|Child labour debate continues|
|Local Content - Local Agriculture|
|Written by Garrett Simmons|
|Wednesday, 05 December 2012 17:06|
Many young people regularly help out on the family farm.
Scenes like a farmer’s son driving a tractor, helping collect bales or working during the busy harvest season are iconic images of what the rural, Prairie lifestyle is all about.
Those images have also served to muddy the waters of the child-labour debate on Alberta farms, according to some.
But no matter how the issue is viewed, many agree now is the time to address the dilemma.
“Child labour is getting to be an issue in a lot of areas, and maybe in southern Alberta moreso than a lot of other areas,” said Lynn Jacobson, president of the Wild Rose Agriculture Producers, at WRAP’s regional meeting last week in Taber.
Jacobson said changes coming in Alberta’s new Education Act, which will raise the drop-out age for students from 16 to 17, will make an impact, and added suspected abuse of the home-school system in southern Alberta is another issue of concern.
“Some kids are not in school and are out at 10-12 years old, and it’s become more of the problem.”
In the M.D. of Taber, with a growing population of Mennonites from Mexico and southern Alberta, the issues of child labour and schooling have long been sacred cows, and have generated much discussion among local political leaders and school-board officials.
Those discussions are continuing, and higher levels of government are also being involved.
“We met with the minister of education,” said M.D. of Taber Reeve Brian Brewin, who added the home-school issue is also getting distorted.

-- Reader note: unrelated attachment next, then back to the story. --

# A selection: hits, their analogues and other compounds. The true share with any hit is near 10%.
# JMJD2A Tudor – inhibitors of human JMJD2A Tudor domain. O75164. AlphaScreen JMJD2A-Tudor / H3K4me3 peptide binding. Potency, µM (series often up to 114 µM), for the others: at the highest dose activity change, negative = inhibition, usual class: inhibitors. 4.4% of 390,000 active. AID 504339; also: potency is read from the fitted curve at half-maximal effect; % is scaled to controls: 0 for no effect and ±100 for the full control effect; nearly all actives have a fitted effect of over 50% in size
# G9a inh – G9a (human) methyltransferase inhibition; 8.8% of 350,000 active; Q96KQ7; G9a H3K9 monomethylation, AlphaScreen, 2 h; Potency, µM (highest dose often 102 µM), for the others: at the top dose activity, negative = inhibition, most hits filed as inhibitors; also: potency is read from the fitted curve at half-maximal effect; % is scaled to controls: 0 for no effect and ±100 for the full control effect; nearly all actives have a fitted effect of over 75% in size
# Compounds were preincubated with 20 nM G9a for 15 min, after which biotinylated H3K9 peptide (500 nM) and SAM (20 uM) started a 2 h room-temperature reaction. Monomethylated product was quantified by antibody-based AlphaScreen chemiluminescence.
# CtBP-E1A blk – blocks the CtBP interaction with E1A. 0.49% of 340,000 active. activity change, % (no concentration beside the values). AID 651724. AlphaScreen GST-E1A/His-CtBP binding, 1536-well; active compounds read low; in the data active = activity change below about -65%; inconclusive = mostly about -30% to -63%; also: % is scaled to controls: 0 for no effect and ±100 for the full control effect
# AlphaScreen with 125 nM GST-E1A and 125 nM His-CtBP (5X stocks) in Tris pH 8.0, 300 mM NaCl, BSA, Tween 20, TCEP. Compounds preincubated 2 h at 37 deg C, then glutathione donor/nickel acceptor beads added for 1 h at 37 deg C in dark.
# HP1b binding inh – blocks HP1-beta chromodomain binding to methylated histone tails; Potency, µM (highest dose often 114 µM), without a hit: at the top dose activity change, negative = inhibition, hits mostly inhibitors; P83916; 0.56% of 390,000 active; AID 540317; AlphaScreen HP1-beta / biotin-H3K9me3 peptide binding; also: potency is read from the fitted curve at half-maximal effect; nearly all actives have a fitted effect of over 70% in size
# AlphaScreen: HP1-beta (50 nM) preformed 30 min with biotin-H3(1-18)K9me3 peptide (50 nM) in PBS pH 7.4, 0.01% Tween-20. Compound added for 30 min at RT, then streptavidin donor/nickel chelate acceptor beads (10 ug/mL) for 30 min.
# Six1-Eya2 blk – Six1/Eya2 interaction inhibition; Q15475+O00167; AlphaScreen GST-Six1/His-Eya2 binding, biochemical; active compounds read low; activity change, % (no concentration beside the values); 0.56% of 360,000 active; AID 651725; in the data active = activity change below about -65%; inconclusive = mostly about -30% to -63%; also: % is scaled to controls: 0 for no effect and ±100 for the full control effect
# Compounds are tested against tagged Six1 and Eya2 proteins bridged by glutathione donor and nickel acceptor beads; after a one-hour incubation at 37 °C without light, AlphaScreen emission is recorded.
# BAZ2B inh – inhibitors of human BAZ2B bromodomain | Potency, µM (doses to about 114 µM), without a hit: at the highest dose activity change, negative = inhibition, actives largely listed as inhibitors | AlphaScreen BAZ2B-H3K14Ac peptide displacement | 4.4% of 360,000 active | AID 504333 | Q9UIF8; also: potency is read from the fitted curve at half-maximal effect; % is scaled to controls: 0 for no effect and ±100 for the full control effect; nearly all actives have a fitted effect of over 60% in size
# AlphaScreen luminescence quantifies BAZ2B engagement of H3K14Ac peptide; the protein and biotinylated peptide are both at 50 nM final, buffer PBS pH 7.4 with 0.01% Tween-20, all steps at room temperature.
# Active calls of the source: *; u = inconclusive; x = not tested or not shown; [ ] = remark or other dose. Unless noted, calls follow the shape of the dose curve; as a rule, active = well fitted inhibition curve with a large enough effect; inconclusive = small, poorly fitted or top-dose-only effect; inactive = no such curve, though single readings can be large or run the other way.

“It’s no education we are getting worried about, not home education.”
Brewin added home education is getting a “black eye” and in some cases, it’s not justified.
“There are some well run home school programs.”
Jacobson said with a bill coming forward to the Alberta government to stop funding private schools in the province, the issue of home schooling, and child labour will continue to be linked, as he added there are concerns which need to be addressed in southern Alberta.
“It’s a problem we’re finding more and more. We wouldn’t have our kids out working the type of hours some kids are working.”
Eric Musekamp, president of the Farmworkers Union of Alberta, said with labour legislation in Alberta, farms in the province are exempt from child-labour laws.
“It’s rooted in legislation,” he said, as he urged WRAP to be
proactive on the issue.
Gerald Third, a regional WRAP director, agreed the general farm organization needs to be in on the ground floor in discussions to create a child-labour policy here.
“It’s better for us to control the situation than have someone solve it for us,” he said of the need to help draft a plan that works for agricultural producers, before government devises a plan on its own, as he provided one example of a potential issue. “It’s not about our kids on the farm — it’s about the kids pulled out of
Musekamp added legislation should surround employment standards, not chore standards on family farms, an argument he said government officials have been using for years to stall implementation of child labour laws on Alberta farms.
Jacobson raised a motion to take the child-labour issue to WRAP’s annual meeting, and made one suggestion as to the type of rules and regulations potential legislation could include. He said Alberta could take a page from Manitoba’s policy, which requires farms and agricultural companies to fill out a permit to hire youngsters, whose hours are limited, along with the tasks they can perform.